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General Agreement on Tariffs and Trade (GATT)
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GATT was a precursor to the World Trade Organization (WTO), created to in 1947, and was meant to promote global trade between members through tariff reductions. By 1995 when it was replaced by the World Trade Organization (WTO), GATT governed 90% of world trade. GATT established uniform customs regulations and tried to eliminate import quotas. GATT also sponsored treaties that reduced tariffs.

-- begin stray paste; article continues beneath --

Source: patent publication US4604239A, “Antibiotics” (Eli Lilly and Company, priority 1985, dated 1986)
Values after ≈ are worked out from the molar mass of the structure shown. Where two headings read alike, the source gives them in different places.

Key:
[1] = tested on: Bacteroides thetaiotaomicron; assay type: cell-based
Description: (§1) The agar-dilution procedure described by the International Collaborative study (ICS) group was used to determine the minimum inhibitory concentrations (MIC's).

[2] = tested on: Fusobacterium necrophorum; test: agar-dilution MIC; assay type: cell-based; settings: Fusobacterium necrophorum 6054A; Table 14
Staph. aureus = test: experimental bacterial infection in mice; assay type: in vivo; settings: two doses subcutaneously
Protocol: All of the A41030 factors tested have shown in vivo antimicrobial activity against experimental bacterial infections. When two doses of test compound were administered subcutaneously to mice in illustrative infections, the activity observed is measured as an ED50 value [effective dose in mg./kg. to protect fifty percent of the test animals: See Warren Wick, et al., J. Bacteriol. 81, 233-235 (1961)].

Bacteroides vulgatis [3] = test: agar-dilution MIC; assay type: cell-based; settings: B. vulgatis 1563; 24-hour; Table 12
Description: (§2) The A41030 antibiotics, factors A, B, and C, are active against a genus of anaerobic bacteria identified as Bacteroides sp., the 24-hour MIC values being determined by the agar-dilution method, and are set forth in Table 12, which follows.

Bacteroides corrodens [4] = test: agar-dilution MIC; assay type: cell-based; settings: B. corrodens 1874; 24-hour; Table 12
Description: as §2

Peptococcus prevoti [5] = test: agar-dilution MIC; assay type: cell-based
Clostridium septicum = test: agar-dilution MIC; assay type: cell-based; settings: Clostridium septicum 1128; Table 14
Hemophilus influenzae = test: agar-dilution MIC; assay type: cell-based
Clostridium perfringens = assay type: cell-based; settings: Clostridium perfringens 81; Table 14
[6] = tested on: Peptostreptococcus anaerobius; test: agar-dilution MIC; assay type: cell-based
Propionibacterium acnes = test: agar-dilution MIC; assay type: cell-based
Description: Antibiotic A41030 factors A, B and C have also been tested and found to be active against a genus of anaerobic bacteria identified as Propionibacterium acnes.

The General Agreement on Tariffs and Trade (GATT) permits two forms of multilateral safeguards: (a) a country's right to impose temporary import controls or other trade restrictions to prevent commercial injury to domestic industry, and (b) the corresponding right of exporters not to be deprived arbitrarily of access to markets. Article XIX of the GATT permits a country whose domestic industries or workers are adversely affected by increased imports to withdraw or modify concessions the country had earlier granted, to impose, for a limited period, new import restrictions if the country can establish that a product is "being imported in such increased quantities as to cause or threaten serious injury to domestic producers," and to keep such restrictions in effect for a such time as may be necessary to prevent or remedy such injury. 

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